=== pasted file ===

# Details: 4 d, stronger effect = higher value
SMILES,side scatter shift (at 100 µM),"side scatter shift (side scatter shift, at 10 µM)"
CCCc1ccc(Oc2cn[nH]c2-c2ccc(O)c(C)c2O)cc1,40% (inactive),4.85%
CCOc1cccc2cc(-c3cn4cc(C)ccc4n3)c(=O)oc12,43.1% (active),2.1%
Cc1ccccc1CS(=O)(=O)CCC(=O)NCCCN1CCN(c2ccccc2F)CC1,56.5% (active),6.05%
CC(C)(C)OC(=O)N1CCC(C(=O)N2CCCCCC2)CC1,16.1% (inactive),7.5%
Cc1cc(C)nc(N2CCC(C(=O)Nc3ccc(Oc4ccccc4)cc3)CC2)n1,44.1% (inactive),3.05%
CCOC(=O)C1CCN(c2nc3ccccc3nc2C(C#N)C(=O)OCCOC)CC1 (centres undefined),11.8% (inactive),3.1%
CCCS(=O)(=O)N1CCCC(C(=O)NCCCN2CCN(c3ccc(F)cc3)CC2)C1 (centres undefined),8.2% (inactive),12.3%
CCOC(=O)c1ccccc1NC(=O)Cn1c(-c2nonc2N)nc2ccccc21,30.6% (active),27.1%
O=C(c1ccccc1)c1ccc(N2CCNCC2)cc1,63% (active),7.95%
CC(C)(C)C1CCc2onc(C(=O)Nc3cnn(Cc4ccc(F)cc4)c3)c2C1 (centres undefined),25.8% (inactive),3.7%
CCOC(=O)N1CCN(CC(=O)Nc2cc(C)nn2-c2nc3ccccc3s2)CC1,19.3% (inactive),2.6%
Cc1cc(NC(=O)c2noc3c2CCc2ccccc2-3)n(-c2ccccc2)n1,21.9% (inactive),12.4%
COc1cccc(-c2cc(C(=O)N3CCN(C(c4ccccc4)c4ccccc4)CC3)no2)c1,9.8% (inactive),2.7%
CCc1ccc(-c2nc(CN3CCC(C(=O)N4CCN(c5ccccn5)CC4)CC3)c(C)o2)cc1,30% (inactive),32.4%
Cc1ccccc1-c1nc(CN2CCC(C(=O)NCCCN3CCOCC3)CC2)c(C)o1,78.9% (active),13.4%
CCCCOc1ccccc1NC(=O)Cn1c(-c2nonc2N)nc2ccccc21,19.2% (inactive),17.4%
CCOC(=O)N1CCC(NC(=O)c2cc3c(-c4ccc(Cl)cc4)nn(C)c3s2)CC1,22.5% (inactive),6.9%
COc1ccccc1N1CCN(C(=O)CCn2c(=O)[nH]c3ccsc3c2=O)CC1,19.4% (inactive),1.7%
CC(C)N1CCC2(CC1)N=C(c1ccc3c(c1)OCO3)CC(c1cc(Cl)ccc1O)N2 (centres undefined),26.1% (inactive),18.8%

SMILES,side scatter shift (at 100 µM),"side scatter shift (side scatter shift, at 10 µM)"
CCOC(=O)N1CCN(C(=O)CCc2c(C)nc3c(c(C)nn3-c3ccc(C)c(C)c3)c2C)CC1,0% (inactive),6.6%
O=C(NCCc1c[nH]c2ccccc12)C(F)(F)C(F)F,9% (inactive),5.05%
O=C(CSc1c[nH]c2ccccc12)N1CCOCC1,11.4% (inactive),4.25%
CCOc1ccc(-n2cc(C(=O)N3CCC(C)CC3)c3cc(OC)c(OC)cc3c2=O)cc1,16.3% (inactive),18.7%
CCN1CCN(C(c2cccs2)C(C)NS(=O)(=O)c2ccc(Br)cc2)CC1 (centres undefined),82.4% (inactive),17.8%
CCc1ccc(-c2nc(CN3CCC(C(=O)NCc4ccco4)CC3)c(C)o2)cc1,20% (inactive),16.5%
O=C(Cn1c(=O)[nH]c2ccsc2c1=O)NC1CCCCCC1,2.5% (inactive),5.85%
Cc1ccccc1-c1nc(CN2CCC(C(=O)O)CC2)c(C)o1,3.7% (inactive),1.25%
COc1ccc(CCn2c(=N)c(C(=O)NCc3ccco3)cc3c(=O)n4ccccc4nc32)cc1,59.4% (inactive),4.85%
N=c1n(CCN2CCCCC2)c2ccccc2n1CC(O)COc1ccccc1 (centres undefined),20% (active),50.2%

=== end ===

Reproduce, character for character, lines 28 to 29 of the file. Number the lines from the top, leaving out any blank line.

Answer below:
CCc1ccc(-c2nc(CN3CCC(C(=O)NCc4ccco4)CC3)c(C)o2)cc1,20% (inactive),16.5%
O=C(Cn1c(=O)[nH]c2ccsc2c1=O)NC1CCCCCC1,2.5% (inactive),5.85%